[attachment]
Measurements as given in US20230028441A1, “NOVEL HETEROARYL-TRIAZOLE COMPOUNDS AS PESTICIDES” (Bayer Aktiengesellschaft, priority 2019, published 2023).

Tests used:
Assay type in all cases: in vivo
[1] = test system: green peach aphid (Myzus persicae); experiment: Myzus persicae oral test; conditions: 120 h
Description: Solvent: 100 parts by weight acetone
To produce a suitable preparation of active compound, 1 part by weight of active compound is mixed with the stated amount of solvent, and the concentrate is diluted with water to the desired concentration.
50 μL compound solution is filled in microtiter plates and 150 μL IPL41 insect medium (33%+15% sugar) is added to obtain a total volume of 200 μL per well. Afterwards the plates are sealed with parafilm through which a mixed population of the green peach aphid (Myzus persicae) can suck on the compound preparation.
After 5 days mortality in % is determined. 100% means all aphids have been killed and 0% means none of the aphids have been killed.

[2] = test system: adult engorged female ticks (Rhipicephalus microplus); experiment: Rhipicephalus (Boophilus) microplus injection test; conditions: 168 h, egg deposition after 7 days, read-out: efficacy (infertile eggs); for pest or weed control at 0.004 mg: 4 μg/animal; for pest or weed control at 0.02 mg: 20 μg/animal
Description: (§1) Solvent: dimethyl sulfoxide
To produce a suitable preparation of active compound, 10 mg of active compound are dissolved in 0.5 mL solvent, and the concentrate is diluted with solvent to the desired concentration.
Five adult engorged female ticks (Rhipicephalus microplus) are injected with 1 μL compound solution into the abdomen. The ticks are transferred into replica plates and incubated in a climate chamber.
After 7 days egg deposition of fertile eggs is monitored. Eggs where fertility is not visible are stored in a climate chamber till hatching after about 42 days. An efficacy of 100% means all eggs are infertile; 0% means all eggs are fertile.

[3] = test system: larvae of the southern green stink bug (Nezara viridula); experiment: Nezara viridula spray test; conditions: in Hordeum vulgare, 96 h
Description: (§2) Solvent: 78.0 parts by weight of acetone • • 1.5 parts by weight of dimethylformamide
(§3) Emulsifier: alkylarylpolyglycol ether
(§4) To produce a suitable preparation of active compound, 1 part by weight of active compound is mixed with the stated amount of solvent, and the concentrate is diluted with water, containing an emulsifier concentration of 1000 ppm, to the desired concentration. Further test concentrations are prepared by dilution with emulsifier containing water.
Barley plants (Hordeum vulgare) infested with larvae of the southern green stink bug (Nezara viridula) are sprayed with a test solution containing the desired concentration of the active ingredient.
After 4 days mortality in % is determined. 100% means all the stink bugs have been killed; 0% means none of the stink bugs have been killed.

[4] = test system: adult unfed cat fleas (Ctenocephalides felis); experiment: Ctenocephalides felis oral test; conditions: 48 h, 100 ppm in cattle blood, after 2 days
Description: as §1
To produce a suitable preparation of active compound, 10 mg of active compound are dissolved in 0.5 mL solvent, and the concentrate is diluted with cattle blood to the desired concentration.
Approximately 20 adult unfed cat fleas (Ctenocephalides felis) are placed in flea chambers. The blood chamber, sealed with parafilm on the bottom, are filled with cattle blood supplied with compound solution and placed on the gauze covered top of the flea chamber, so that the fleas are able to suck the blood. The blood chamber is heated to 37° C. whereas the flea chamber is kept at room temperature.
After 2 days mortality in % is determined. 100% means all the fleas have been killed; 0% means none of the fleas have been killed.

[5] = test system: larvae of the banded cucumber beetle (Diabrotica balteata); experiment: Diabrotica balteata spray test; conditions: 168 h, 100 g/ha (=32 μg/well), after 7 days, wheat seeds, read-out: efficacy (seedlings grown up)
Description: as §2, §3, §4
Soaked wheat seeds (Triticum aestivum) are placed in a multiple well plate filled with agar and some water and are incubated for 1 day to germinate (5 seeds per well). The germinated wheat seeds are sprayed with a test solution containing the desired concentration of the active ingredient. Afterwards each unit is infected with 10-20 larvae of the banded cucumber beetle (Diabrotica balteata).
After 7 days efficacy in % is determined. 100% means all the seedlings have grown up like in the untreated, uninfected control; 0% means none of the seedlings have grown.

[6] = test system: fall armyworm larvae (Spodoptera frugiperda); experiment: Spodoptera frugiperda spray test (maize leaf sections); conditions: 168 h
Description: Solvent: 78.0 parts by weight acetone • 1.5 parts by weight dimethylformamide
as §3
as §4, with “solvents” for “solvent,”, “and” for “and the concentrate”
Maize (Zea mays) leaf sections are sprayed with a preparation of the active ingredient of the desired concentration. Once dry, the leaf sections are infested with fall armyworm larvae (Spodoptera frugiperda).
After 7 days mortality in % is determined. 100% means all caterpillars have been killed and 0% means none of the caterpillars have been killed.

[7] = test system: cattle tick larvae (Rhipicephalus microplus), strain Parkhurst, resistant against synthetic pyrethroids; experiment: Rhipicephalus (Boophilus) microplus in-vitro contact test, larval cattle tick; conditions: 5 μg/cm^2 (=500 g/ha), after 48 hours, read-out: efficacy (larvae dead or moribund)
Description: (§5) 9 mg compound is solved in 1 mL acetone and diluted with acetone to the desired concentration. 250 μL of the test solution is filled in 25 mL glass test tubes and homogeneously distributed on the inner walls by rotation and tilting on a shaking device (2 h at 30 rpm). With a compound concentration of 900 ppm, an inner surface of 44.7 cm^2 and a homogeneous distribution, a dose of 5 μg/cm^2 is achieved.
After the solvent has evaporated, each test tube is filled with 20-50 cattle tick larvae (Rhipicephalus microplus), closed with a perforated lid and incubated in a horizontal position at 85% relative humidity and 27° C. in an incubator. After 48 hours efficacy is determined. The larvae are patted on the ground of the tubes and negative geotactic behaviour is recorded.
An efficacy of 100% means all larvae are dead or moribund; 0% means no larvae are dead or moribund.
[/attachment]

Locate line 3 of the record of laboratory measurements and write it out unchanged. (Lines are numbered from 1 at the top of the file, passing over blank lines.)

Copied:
Assay type in all cases: in vivo